Pennsylvania will receive $3.8 billion to clean up abandoned mine lands over the next 15 years, due to President Biden’s Infrastructure Investment and Jobs Act (IIJA). The sum represents more than four times the total amount of money that has been spent reclaiming abandoned mine lands within the Commonwealth until now, according to the Office of Surface Mining Reclamation and Enforcement. Governor Wolf announced a total of $271 million in projects from the IIJA money for this year, which will be used to reclaim abandoned mine lands and stop acid mine drainage in the state.
Wilkes Barre and Scranton are in the middle of a band of abandoned mine lands that stretch from Mocanaqua all the way to Forest City. Residents in the area can look forward to reclamation projects changing the rivers and landscapes as clean up begins over the next few years.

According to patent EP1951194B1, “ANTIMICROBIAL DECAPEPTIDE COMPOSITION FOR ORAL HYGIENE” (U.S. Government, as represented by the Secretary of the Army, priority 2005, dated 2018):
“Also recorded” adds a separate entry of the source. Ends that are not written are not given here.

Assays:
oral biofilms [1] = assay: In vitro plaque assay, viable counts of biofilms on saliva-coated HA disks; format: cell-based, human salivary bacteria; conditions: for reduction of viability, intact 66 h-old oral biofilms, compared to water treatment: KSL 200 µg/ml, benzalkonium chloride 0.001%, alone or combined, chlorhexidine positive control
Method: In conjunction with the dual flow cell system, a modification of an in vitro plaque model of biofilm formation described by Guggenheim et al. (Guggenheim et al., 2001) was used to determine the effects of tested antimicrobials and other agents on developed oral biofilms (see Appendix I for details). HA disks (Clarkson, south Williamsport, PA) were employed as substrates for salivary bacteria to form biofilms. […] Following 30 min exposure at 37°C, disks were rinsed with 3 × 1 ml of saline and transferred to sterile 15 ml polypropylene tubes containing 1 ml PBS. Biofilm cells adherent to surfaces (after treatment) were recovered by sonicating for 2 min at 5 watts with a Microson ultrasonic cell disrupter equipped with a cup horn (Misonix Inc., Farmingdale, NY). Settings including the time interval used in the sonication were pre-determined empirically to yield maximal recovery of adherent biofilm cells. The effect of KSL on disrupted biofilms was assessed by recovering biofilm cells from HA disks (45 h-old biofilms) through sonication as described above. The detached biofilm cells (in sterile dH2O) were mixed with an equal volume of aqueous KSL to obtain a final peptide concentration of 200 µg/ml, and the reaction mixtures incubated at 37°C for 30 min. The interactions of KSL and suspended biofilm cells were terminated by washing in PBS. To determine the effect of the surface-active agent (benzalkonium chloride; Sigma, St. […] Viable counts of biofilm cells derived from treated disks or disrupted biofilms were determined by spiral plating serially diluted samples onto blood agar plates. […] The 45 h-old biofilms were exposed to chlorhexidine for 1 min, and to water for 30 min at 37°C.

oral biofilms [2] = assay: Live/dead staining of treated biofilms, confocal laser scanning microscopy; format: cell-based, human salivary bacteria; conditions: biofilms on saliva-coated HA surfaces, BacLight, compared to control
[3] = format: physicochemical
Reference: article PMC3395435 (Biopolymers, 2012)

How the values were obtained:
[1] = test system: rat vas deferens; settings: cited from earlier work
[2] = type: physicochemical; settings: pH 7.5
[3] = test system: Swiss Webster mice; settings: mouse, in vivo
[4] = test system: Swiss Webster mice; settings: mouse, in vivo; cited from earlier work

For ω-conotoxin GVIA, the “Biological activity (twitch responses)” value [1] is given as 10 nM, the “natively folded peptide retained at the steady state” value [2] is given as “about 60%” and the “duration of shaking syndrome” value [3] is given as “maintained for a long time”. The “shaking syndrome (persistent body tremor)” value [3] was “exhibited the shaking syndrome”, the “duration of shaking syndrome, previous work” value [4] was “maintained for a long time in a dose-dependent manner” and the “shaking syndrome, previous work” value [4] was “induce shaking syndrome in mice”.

Over two thirds of Pennsylvania’s counties are affected by abandoned mines, and 1.4 million Pennsylvanians live within one mile of abandoned mine lands. The problem spreads beyond the mines themselves, with acid mine drainage impacting over 7,000 miles of streams.
In January of this year, Department of the Interior Secretary Deb Haaland visited Luzerne County to talk about the goal of the infrastructure bill. Secretary Haaland stopped in Swoyersville and spoke in front of a 40 foot tall pile of coal mine waste, saying that the money would “help ensure that no one, no one, has this kind of pollution sitting in their backyards any longer.”